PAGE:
WASHINGTON (AP) – The long-sought Department of Homeland Security will begin taking shape March 1 when the Secret Service, Customs Service and several huge agencies will be folded into the massive new department.
It will be fully operational by Sept. 30, 2003 – more than two years after the attacks that prompted the overhaul. Critics warn there will be problems along the way.
“The threat of mass murder on our own soil will be met with a unified, effective response,” President Bush said Monday as he signed a bill creating the new 170,000-person agency.
Bush chose longtime political ally Tom Ridge and two high-powered deputies to lead the new Department of Homeland Security and mount a “united, effective response” against terrorism on U.S. soil.
Within hours of signing the department into law Monday, Bush asked the Senate to approve his hand-picked leadership team and submitted his transition blueprint to Congress. That started a 90-day clock ticking after which agencies may begin moving to the new department.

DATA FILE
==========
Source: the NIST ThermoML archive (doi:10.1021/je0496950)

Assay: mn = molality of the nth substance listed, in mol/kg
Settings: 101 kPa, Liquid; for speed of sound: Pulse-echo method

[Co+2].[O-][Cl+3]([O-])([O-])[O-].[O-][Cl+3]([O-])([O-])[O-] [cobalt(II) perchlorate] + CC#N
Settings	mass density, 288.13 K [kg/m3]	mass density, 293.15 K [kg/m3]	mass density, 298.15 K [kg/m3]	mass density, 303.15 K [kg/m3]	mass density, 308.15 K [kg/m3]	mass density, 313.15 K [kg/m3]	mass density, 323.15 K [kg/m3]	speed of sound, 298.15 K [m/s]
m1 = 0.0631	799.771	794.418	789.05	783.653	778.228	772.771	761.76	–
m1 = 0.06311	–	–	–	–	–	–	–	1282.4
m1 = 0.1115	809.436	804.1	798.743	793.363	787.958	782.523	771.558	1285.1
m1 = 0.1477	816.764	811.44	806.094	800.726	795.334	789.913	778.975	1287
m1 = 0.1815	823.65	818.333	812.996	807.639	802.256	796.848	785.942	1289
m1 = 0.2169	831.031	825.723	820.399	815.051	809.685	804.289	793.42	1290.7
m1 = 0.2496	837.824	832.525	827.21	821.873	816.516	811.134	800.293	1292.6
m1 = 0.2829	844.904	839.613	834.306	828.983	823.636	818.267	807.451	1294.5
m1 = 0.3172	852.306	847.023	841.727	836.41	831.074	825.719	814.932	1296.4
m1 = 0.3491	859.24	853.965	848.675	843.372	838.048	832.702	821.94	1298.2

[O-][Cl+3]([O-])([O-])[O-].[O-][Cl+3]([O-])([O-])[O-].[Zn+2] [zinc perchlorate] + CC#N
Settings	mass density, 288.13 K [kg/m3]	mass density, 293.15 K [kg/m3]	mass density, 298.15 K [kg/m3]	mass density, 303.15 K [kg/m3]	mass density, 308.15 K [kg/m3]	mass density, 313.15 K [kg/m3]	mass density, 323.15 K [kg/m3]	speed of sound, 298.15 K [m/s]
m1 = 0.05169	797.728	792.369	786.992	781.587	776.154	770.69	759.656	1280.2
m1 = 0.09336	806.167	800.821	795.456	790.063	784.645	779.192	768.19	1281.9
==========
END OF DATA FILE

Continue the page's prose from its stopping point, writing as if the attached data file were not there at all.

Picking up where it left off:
The plan calls for a large portion of the department to take shape March 1, when the Secret Service, Coast Guard, Customs Service, Immigration and Naturalization Service and a few other agencies fold their employees and budgets into the new Cabinet entity.
Other changes will continue in phases even as the new agency searches for permanent housing, according to an outline of the shift distributed by the White House. According to the months-in-the-making plan, the final pieces will be in place by Sept. 30, 2003, more than two years after the attacks that prompted the overhaul and ahead of the year-plus transition process predicted earlier Monday by White House press secretary Ari Fleischer.
But even as Bush lauded the biggest government shake-up in more than a half-century as “historic action to defend the United States,” he offered a sobering assessment of the terrorist threat.